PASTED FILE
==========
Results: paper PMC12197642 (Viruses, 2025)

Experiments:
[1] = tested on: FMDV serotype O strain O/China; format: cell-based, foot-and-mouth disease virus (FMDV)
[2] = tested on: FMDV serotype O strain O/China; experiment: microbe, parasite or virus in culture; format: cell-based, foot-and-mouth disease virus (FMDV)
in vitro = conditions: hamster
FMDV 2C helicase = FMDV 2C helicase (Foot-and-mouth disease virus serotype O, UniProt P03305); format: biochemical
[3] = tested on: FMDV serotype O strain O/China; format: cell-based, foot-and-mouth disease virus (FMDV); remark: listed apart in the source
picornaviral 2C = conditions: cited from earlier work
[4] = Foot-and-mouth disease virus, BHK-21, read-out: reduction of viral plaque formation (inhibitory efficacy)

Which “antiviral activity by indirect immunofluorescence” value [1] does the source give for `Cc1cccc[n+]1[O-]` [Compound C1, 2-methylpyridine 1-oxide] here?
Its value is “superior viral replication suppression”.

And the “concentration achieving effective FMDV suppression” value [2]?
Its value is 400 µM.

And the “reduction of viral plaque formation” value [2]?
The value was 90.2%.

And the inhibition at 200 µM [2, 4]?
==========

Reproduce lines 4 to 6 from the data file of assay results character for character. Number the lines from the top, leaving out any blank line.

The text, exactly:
[2] = tested on: FMDV serotype O strain O/China; experiment: microbe, parasite or virus in culture; format: cell-based, foot-and-mouth disease virus (FMDV)
in vitro = conditions: hamster
FMDV 2C helicase = FMDV 2C helicase (Foot-and-mouth disease virus serotype O, UniProt P03305); format: biochemical